Geny Augustine

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4th Year; St. Maarten School of Medicine
Kisumu, July 4th – Aug. 26th 2016

I had no idea what to expect upon my arrival to Kisumu, as this was my first time in Kenya. I was warmly greeted by Catherine, the STEP coordinator and Joelle, another fellow participant and I knew in that moment that everything would be fine. Both were incredibly positive and eager for me to start my journey!

The next day I had an orientation of the Lumumba site, and was greeted by numerous staff members. All were incredibly warm and welcoming, and made me feel at home. Over the course of the first week, I had the opportunity to shadow the various clinical departments, to better understand the sequence of each patient encounter. I thoroughly enjoyed my interaction with the staff, and to see the array of patients passing through the clinic during the course of the day.

I was soon introduced to my mentor, and we started the discussion of an execution plan for my project. Over the course of 2 months, I had the opportunity to explore the prevalence of short and long term contraceptive methods amongst known HIV positive women of reproductive age. This opportunity was exciting as I am incredibly passionate about women’s health. It was fascinating to see the variations in comparison to North America. What was most intriguing were the cultural implications of contraception usage and how it reflected on prevalence and the type of method that was used by each individual. My most rewarding experience was the opportunity to conduct focus group discussions with patients of differing demographical circumstances in order to pinpoint the perception that contraception left on patients. I also had the opportunity to talk with clinicians involved with family planning, and receive their input on current counseling protocol and possible suggestions for better contraception uptake amongst patients as a whole.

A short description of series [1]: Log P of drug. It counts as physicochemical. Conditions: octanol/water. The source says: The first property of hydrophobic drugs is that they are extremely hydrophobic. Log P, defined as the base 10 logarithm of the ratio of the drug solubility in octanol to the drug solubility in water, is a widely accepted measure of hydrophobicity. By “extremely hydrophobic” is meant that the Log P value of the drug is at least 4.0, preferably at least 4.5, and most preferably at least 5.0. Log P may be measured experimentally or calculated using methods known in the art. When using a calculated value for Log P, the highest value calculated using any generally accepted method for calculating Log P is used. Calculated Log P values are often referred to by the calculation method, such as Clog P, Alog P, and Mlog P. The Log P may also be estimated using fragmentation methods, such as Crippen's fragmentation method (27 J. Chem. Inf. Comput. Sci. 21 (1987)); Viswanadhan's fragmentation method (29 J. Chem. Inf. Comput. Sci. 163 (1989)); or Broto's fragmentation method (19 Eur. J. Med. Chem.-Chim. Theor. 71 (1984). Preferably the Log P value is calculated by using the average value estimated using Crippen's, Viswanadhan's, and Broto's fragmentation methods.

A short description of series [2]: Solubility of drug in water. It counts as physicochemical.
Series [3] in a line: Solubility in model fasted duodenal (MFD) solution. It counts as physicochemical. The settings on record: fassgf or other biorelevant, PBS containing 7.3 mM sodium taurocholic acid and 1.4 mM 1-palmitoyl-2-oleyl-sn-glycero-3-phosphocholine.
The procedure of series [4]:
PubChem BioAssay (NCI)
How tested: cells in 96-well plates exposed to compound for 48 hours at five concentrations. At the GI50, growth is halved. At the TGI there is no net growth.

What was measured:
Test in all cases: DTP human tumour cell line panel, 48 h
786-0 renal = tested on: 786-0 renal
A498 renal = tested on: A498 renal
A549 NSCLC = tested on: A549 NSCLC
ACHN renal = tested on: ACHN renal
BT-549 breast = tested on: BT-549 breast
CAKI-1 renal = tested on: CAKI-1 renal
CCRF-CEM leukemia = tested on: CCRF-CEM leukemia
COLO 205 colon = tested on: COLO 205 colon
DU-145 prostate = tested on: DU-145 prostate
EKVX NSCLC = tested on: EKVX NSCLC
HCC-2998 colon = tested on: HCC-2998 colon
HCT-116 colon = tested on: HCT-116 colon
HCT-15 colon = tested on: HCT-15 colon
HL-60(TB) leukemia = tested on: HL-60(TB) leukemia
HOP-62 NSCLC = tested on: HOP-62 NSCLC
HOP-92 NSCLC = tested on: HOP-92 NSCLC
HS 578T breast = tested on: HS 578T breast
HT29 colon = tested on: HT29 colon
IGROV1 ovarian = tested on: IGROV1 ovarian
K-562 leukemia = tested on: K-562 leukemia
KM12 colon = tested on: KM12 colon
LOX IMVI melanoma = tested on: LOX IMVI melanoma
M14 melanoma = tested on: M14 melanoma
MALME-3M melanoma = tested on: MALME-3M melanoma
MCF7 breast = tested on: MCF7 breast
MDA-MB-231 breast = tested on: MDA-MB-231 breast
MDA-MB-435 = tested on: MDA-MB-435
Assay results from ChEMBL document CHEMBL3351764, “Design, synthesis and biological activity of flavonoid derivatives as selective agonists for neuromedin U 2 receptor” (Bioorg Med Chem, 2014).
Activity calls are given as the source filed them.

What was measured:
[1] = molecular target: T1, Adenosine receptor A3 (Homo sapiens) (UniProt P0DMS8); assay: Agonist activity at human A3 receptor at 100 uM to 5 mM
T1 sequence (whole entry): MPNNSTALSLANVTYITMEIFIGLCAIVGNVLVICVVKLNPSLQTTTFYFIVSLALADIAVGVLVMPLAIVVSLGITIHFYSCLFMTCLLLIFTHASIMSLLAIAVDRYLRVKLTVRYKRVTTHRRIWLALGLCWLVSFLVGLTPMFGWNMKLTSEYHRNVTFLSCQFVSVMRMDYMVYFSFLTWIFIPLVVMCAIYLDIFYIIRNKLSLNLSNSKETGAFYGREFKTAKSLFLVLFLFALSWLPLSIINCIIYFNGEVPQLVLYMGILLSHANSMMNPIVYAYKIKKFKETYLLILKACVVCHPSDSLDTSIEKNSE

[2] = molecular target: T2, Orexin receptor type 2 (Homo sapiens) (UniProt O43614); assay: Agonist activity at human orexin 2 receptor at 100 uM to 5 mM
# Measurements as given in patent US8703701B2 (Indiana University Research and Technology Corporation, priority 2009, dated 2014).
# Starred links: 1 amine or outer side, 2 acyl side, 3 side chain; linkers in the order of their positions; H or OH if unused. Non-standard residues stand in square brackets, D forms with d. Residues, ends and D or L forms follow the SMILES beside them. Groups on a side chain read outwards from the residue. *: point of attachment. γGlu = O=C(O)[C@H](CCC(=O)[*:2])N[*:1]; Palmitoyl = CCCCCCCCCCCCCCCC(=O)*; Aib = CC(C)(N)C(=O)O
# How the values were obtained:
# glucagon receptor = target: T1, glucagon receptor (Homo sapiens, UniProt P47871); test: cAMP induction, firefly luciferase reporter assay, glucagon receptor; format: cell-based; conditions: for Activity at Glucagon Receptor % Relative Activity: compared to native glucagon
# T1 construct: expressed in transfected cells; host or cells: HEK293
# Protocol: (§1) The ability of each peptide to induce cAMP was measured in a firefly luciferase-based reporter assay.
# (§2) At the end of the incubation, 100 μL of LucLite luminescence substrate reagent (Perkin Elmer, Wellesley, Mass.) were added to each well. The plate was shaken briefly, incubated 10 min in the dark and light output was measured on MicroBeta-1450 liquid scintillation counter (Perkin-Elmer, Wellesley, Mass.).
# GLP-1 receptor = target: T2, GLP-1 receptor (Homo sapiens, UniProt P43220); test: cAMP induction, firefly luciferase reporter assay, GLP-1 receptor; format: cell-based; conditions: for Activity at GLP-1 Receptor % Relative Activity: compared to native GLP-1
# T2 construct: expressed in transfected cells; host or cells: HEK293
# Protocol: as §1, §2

I am incredibly grateful to have been a part of such an amazing organization and the mission of providing care to those that need it most. I’d like to thank all the staff of Lumumba clinic, my mentor as well as the coordinators of the STEP program for this extraordinary opportunity.  My experience has only motivated me to continue to seek out opportunities to contribute to medicine in such a way and to make an impact on the health of each and every one of my future patients.

 

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